This is a weird point that you (and the author) are making. Even though I am not sure (or the author) wants to necessarily be involved, its a sexy and pleasurable enough image that its hard to hear that kind of hazy morality argument without hearing some jealousy also. I know that a lot of my personal judgemental-ness of hipsters (something I've been called also) often comes from the fact that I am not naturally skinny and am losing my hair rather than being able to have a Small Faces Rod Stewart cut (which I don't want, but the option...).
I do think a lot of the rhetoric on hipster hate sounds a lot like when closeted uber-Christians talk about gay people. There is a lot of 'these people look like they are having more fun than me' and just general envy involved. The part about it that is weird in LA and NYC, and this is just a theory, is that both places are so status-conscious that its like a panopticon of judgement where nobody seems to be having all the fun, but everyone is appearing that way.

edit: I know I am making the point that Gavin MacInnes made, but it seems kind of right.

erika

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Re: The Great Hipster Debate of 08
« Reply #21 on: August 04, 2008, 10:56:04 AM »
Sometimes I think it's just obvious that people are trying too hard to be hip. And that bugs me. Like when I see two twenty year olds walking down the street with matching mullet haircuts.

Or the guy I saw wearing cowboy boots and a fanny pack a few months ago.

Ridiculous.




I've also always hated skinny jeans. No matter who's wearing them.
from the land of pleasant living

jamesp

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Re: The Great Hipster Debate of 08
« Reply #22 on: August 04, 2008, 11:27:04 AM »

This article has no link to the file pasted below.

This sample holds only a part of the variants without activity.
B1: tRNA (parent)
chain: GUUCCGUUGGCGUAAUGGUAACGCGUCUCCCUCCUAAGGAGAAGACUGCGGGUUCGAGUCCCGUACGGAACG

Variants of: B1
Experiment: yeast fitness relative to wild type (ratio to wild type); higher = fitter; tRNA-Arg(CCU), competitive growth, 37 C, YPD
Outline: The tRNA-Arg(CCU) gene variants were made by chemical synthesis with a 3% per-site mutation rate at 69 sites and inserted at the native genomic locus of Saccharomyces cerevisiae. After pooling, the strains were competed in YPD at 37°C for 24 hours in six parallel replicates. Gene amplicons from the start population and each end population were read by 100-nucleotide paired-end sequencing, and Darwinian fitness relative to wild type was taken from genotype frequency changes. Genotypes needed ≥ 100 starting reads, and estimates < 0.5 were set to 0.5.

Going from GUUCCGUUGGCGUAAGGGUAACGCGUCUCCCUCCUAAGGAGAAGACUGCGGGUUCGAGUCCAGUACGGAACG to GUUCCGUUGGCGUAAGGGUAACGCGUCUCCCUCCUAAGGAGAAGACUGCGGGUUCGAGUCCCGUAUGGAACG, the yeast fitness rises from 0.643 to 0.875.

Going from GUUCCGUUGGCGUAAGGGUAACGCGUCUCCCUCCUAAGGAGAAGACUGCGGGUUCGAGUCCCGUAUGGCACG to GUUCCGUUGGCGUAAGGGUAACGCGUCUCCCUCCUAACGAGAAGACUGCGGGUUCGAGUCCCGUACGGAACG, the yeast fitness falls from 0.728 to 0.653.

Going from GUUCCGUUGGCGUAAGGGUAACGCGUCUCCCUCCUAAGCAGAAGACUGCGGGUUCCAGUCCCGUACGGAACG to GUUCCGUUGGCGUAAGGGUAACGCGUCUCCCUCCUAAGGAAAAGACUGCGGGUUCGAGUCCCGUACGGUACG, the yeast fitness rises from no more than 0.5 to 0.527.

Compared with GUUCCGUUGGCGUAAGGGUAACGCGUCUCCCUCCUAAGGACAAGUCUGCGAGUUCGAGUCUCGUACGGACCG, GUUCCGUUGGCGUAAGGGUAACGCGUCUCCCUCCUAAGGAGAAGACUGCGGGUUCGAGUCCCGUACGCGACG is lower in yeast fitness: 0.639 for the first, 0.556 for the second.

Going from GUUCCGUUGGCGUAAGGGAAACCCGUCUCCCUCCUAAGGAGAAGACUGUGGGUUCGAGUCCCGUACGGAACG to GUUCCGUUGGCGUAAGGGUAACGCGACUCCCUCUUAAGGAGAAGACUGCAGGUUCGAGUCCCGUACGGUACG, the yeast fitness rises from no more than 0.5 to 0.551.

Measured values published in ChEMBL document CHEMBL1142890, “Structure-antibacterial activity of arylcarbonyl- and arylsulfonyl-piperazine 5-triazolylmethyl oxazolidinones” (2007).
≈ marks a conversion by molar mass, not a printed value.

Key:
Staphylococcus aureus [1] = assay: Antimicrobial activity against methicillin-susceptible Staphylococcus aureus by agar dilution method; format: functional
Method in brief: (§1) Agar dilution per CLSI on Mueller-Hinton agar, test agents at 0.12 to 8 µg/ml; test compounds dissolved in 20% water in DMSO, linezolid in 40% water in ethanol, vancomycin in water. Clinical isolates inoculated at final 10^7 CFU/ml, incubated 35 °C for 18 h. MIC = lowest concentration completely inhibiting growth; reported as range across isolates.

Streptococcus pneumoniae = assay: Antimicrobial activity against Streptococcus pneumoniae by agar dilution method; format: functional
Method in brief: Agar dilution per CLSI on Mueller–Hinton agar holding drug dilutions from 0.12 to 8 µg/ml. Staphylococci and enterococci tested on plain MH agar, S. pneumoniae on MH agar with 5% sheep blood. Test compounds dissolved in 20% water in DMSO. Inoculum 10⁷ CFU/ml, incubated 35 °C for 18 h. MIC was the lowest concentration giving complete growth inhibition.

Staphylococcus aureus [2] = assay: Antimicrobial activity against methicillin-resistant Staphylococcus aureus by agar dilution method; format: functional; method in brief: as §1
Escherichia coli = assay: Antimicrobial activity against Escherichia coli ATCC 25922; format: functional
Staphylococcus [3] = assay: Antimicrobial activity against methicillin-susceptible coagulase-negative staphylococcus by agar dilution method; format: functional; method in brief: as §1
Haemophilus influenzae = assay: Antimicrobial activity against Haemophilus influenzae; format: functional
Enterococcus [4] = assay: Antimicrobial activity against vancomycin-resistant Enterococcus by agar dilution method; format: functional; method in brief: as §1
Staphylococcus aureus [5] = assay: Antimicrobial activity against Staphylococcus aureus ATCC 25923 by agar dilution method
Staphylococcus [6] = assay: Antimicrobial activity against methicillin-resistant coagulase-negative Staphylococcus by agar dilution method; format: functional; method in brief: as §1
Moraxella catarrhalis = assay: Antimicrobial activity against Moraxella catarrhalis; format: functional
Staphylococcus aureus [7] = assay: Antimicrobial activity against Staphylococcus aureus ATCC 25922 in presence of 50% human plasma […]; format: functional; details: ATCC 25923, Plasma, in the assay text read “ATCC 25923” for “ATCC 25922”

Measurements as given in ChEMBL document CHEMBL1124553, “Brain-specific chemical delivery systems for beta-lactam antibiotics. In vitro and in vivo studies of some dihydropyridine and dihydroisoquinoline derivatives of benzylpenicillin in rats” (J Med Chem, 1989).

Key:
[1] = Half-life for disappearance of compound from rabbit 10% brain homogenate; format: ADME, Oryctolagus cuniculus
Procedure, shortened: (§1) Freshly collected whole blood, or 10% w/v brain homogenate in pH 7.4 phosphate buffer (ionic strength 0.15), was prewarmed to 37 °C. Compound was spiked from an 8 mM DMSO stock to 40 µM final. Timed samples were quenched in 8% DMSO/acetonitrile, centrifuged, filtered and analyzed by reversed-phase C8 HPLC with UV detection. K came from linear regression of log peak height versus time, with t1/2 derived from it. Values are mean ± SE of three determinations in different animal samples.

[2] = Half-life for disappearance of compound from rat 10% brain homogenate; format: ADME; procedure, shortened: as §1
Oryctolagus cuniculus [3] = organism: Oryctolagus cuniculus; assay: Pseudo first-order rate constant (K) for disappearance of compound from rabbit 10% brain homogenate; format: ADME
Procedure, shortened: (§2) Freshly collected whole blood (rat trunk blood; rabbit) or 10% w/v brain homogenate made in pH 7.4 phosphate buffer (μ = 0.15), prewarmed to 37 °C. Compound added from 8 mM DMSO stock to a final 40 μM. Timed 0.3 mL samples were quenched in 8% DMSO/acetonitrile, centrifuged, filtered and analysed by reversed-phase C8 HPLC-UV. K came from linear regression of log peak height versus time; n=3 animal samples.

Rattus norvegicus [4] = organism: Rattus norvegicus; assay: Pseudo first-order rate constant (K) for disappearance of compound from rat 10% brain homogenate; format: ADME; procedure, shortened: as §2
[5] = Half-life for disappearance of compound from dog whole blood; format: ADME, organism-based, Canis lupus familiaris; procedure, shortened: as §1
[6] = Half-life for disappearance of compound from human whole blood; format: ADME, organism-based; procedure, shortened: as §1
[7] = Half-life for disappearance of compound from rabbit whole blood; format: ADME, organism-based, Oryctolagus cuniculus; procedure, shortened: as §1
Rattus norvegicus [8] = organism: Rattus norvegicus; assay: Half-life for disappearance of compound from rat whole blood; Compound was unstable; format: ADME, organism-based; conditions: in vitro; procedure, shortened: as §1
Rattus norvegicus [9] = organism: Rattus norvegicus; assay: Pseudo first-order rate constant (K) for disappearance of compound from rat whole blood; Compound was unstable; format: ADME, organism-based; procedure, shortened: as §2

Quote
Noticing a few flickers of light splash out from the club bathroom, I peep in only to find one such photographer taking part in an impromptu soft-core porno shoot. Two girls and a guy are taking off their clothes and striking poses for a set of grimy glamour shots.

I gotta say that this sort of stuff is what pisses me off the most. Disco coke-parties with guys looking like Vincent Gallo and Dov Charney trying to get sickly thin girls to strip off their clothing in bathooms like it's a real-life American Apparel ad sounds grimy and lame.

This is a weird point that you (and the author) are making. Even though I am not sure (or the author) wants to necessarily be involved, its a sexy and pleasurable enough image that its hard to hear that kind of hazy morality argument without hearing some jealousy also. I know that a lot of my personal judgemental-ness of hipsters (something I've been called also) often comes from the fact that I am not naturally skinny and am losing my hair rather than being able to have a Small Faces Rod Stewart cut (which I don't want, but the option...).
I do think a lot of the rhetoric on hipster hate sounds a lot like when closeted uber-Christians talk about gay people. There is a lot of 'these people look like they are having more fun than me' and just general envy involved. The part about it that is weird in LA and NYC, and this is just a theory, is that both places are so status-conscious that its like a panopticon of judgement where nobody seems to be having all the fun, but everyone is appearing that way.

edit: I know I am making the point that Gavin MacInnes made, but it seems kind of right.